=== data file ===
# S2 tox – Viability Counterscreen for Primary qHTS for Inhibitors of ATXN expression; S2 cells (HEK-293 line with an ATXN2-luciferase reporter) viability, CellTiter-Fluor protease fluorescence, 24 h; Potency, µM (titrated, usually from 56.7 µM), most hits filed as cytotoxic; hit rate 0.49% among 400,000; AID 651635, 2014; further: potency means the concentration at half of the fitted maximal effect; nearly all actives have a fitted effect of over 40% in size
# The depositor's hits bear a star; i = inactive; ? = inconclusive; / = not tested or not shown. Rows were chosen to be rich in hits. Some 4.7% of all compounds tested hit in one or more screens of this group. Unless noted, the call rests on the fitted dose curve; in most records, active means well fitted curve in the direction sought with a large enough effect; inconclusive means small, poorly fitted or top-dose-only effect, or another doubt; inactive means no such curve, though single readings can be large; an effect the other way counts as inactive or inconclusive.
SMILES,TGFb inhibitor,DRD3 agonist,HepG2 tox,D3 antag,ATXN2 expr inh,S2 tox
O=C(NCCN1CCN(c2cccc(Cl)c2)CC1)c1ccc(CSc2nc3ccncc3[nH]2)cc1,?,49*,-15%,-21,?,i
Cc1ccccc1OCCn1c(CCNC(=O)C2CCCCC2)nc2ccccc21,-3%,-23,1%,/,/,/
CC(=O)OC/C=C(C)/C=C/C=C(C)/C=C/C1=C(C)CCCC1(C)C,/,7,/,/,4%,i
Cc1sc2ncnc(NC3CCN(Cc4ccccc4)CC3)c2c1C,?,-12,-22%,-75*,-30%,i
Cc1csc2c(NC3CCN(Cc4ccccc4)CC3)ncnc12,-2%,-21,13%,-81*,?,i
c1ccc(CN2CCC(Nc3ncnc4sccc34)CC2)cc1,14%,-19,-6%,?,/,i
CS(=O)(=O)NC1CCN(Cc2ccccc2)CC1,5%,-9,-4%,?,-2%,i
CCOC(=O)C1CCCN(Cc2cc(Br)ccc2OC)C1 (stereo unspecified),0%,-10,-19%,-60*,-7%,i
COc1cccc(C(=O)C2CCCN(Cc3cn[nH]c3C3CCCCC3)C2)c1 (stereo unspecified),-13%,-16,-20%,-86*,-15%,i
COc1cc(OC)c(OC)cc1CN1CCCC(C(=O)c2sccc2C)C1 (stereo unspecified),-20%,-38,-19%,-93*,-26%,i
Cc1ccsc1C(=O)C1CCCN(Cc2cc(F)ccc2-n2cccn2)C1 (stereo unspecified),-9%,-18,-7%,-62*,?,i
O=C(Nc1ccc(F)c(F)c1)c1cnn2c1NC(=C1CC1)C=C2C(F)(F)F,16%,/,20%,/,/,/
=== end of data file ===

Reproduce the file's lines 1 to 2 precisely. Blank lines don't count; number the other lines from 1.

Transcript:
# S2 tox – Viability Counterscreen for Primary qHTS for Inhibitors of ATXN expression; S2 cells (HEK-293 line with an ATXN2-luciferase reporter) viability, CellTiter-Fluor protease fluorescence, 24 h; Potency, µM (titrated, usually from 56.7 µM), most hits filed as cytotoxic; hit rate 0.49% among 400,000; AID 651635, 2014; further: potency means the concentration at half of the fitted maximal effect; nearly all actives have a fitted effect of over 40% in size
# The depositor's hits bear a star; i = inactive; ? = inconclusive; / = not tested or not shown. Rows were chosen to be rich in hits. Some 4.7% of all compounds tested hit in one or more screens of this group. Unless noted, the call rests on the fitted dose curve; in most records, active means well fitted curve in the direction sought with a large enough effect; inconclusive means small, poorly fitted or top-dose-only effect, or another doubt; inactive means no such curve, though single readings can be large; an effect the other way counts as inactive or inconclusive.